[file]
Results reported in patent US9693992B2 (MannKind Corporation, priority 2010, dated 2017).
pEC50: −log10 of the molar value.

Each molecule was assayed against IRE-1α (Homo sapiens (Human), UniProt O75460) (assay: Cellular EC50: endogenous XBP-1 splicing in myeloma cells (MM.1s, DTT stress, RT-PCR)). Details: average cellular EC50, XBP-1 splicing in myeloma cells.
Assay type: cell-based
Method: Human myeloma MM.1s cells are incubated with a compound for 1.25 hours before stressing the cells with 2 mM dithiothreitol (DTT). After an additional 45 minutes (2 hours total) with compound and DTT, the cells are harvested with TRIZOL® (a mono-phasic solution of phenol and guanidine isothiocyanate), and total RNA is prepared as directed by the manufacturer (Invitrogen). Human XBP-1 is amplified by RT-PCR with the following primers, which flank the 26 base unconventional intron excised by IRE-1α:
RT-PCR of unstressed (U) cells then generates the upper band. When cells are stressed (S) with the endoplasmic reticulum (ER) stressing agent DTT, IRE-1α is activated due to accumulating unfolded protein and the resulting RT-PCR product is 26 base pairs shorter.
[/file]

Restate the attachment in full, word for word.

Results reported in patent US9693992B2 (MannKind Corporation, priority 2010, dated 2017).
pEC50: −log10 of the molar value.

Each molecule was assayed against IRE-1α (Homo sapiens (Human), UniProt O75460) (assay: Cellular EC50: endogenous XBP-1 splicing in myeloma cells (MM.1s, DTT stress, RT-PCR)). Details: average cellular EC50, XBP-1 splicing in myeloma cells.
Assay type: cell-based
Method: Human myeloma MM.1s cells are incubated with a compound for 1.25 hours before stressing the cells with 2 mM dithiothreitol (DTT). After an additional 45 minutes (2 hours total) with compound and DTT, the cells are harvested with TRIZOL® (a mono-phasic solution of phenol and guanidine isothiocyanate), and total RNA is prepared as directed by the manufacturer (Invitrogen). Human XBP-1 is amplified by RT-PCR with the following primers, which flank the 26 base unconventional intron excised by IRE-1α:
RT-PCR of unstressed (U) cells then generates the upper band. When cells are stressed (S) with the endoplasmic reticulum (ER) stressing agent DTT, IRE-1α is activated due to accumulating unfolded protein and the resulting RT-PCR product is 26 base pairs shorter.